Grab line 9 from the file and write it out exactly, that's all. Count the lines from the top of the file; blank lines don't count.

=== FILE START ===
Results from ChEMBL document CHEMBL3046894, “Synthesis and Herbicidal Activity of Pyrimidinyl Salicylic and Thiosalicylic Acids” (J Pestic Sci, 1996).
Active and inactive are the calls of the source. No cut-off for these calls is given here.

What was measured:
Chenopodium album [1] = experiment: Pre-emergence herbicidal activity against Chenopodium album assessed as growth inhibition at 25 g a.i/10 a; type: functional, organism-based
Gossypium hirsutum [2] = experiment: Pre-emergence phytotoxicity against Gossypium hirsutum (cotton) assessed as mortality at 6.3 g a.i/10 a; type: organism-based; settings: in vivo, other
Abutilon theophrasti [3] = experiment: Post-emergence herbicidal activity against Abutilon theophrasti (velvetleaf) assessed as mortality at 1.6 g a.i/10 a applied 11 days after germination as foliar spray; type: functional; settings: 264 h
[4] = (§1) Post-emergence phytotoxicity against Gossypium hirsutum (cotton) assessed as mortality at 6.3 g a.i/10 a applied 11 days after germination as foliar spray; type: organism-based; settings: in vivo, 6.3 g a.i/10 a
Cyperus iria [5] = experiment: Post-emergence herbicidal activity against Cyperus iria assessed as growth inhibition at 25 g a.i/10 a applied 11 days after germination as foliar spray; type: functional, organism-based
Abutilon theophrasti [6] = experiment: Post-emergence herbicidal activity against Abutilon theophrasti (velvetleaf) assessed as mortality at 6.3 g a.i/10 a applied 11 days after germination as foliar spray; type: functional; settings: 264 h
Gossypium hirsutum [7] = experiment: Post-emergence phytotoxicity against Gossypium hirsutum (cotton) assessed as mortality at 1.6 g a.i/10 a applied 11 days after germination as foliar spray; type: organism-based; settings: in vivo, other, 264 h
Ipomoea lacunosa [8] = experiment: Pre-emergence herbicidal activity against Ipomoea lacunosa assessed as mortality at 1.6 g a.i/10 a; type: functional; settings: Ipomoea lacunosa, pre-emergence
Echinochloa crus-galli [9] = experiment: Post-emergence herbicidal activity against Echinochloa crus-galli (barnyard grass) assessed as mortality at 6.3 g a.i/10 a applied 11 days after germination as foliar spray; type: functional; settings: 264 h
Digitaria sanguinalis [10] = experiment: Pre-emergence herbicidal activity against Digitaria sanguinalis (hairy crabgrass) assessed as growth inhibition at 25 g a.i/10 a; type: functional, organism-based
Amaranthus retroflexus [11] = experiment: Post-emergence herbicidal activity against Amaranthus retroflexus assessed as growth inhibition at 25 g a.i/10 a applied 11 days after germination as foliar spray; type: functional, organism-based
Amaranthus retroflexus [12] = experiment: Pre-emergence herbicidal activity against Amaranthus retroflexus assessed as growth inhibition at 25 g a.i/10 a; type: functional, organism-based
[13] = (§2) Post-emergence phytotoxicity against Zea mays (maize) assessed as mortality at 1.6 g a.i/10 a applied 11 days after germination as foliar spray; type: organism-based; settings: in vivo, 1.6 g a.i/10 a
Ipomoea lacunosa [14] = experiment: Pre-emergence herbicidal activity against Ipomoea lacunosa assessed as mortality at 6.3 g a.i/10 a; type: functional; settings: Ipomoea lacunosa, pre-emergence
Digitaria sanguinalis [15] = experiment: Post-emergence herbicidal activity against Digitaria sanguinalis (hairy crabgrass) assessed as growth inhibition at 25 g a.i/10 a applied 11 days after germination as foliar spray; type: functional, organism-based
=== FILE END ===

Abutilon theophrasti [6] = experiment: Post-emergence herbicidal activity against Abutilon theophrasti (velvetleaf) assessed as mortality at 6.3 g a.i/10 a applied 11 days after germination as foliar spray; type: functional; settings: 264 h